Incumbent President Alassane Ouattara, a formal rival of Gbagbo, said he is free to return, but it’s unclear if will face a sentence after he was convicted in absentia in 2019 for misappropriating funds.
Mali’s coup leader sworn in. Despite regional sanctions and international condemnation, the colonel who initiated a coup in Mali last month was sworn in as interim president on Monday. Col. Assimi Goita took office on Monday, pledging to lead the government toward new elections. On May 24, military officers detained the president and prime minister of the previous transitional government, intended to lead Mali back to democracy after a coup last year.
Last week, the African Union and the West African bloc Ecowas both suspended Mali over the recent coup. France also halted military cooperation with Mali, which is part of the G-5 Sahel regional counterterrorism force, while the World Bank paused $1.5 billion in financing to Mali from the International Development Association.
Kagame critic arrested in Mozambique. Rwandan journalist Cassien Ntamuhanga was detained on May 23 in Mozambique, where he had lived in exile since 2017. Ntamuhanga was abducted by eight people claiming to be police, according to local reports. Last week, authorities confirmed that Ntamuhanga was handed over to the Rwandan Embassy in Maputo, Mozambique.
The journalist’s detention comes after Mozambican President Filipe Nyusi visited Kigali, Rwanda, to discuss growing insecurity in northern Mozambique. A well-known critic of Rwandan President Paul Kagame, Ntamuhanga was the director of a fundamentalist Christian broadcaster. He was convicted on charges of conspiring against the state, terrorism, and murder in 2015 and was sentenced to 25 years in prison, before fleeing to Mozambique, which does not have an extradition treaty with Rwanda.
Angolan generals axed. In an ongoing effort to rid Angola of corruption, President João Lourenço fired the country’s security chief on May 31. Gen. Pedro Sebastião was the president’s minister of state security and intelligence during a financial scandal that rocked Lourenço’s office last month, when authorities reportedly seized millions of dollars, euros, and Angolan kwanzas from military officers accused of embezzlement.
Lourenço also fired Gen. Apolinário José Pereira, the head of military intelligence; João Pereira Massano, leader of the veterans department; and Lt. Gen. António Mateus Júnior de Carvalho, secretary for Defense Affairs and the Armed Forces. The announcement of the dismissals did not address the allegations outright.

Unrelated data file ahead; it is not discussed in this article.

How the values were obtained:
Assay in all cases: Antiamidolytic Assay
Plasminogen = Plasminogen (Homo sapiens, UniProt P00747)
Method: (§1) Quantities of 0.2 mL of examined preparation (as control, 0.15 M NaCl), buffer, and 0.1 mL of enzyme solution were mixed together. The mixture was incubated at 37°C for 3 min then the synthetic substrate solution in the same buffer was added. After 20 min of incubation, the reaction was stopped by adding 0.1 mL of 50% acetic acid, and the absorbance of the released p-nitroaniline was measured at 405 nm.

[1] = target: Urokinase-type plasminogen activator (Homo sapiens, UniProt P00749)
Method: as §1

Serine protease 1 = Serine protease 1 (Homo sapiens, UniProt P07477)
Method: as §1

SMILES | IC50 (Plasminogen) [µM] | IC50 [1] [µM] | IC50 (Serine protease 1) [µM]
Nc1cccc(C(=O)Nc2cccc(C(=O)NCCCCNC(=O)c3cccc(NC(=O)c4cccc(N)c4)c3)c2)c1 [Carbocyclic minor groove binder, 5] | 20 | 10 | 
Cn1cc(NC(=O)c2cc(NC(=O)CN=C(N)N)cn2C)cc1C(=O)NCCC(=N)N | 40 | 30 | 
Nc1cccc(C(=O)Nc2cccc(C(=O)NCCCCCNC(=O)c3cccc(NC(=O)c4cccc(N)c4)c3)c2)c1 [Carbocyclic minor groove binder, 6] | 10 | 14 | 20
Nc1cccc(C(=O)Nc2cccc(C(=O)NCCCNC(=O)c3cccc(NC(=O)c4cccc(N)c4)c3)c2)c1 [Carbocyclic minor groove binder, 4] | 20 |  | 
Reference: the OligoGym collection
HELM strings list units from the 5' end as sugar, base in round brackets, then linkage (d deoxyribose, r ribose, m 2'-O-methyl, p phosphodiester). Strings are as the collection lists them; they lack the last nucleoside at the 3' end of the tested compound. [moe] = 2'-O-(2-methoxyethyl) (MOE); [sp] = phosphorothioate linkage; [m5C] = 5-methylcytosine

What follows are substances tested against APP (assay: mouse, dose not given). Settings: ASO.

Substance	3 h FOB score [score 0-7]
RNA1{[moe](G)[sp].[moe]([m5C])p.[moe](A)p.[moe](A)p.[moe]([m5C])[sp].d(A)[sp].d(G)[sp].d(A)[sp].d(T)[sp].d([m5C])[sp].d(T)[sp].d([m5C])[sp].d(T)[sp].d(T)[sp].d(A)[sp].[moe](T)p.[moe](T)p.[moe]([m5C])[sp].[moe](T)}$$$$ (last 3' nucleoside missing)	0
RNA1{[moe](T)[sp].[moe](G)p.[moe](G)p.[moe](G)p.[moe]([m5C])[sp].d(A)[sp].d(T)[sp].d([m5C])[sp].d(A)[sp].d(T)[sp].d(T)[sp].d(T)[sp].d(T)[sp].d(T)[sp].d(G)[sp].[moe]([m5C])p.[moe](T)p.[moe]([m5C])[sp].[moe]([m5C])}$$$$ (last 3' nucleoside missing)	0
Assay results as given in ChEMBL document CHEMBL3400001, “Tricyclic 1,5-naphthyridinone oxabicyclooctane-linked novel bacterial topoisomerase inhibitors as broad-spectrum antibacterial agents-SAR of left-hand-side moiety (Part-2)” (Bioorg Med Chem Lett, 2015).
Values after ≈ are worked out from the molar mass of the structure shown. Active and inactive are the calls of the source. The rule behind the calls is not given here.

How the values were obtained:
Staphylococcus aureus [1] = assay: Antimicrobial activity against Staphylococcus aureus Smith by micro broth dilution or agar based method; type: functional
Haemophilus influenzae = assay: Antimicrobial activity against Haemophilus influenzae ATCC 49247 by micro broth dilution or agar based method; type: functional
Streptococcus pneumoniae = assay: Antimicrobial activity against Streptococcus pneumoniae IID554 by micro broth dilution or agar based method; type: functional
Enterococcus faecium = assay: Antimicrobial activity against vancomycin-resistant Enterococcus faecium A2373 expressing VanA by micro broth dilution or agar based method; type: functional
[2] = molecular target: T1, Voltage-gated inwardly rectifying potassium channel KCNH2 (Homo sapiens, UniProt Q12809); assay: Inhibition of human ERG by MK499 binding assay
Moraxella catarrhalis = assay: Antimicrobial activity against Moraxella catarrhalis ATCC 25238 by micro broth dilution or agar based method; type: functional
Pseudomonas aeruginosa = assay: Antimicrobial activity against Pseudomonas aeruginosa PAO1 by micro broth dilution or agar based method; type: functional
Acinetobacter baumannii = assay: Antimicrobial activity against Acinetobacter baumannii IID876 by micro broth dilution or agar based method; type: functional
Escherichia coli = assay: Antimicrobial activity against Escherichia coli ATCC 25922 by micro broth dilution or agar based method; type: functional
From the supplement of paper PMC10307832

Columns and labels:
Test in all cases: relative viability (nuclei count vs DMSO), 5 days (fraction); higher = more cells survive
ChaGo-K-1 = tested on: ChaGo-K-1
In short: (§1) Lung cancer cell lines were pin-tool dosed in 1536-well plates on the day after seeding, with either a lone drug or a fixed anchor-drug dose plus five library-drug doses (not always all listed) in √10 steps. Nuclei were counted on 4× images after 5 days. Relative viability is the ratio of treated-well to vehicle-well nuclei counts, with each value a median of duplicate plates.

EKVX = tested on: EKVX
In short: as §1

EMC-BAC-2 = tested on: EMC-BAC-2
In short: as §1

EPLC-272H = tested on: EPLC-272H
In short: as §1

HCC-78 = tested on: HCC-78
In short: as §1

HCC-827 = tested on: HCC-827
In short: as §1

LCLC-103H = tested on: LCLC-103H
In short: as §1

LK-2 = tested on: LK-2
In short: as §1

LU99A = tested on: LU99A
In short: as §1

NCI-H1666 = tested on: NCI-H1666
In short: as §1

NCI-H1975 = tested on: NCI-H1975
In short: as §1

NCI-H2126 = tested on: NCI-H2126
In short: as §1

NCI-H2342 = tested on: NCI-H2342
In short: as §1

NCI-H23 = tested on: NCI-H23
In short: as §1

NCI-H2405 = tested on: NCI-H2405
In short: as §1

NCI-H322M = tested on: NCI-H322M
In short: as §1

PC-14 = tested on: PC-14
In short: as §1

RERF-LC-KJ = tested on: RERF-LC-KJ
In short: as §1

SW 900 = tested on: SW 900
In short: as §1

Chart of the Week
South Africa’s unemployment rate in the first quarter of 2021 reached a staggering 32.6 percent. Among those under the age of 35, 46.3 percent were unemployed; among recent graduates, the rate was nearly 75 percent. South Africa’s expanded definition of unemployment includes those who are no longer searching for work. The coronavirus pandemic has exacerbated already-high rates of joblessness and economic decline.
This Week in Culture
Death of a prophet. One of Africa’s most prolific televangelists, self-proclaimed prophet TB Joshua, died suddenly on June 5, leaving his thousands of followers reeling. The Nigerian preacher was the founder and head of the evangelical Synagogue Church of All Nations, headquartered in Lagos with branches in Ghana, South Africa, and elsewhere. Joshua’s brand of prosperity gospel attracted a massive following that included politicians and celebrities. It also helped launch his successful television network, Emmanuel TV.
While Joshua’s followers mourn his charity, he will also be remembered for his prophecies. He is reported to have predicted economic woes for Nigeria in 2016, just before the country’s currency was devalued, and the death of Malawi’s President Bingu wa Mutharika in 2012. Joshua had some misses, too, including incorrectly foretelling Hillary Clinton’s victory in the 2016 U.S. presidential election. Earlier this year, YouTube banned his channel over claims that he could cure homosexuality.
Nonetheless, Joshua’s congregation only continued to grow across the continent, helping him amass an estimated fortune of up to $15 million—and illustrating the growing power of evangelical churches in Africa.
The problem and the solution. Nigeria’s military plays an outsize role in the country, taking on responsibilities that should go to the country’s police force—a legacy left over from years of military rule. In Foreign Policy, Nigerian historian and author Max Siollun argues that Nigeria’s military elite is also uniquely placed to change this pattern.
“Why say no?” Renowned Cameroonian postcolonial scholar Achille Mbembe invited criticism when he agreed to help French President Emmanuel Macron set up the France-Africa Summit later this year. Mbembe told Agence France-Presse that the summit would have a new structure that more adequately addressed Africans’ concerns, defending his decision as taking a risk to shift French-African relations.
Lynsey Chutel is the writer of Foreign Policy’s weekly Africa Brief. She is a journalist based in Johannesburg. Twitter: @lynseychutel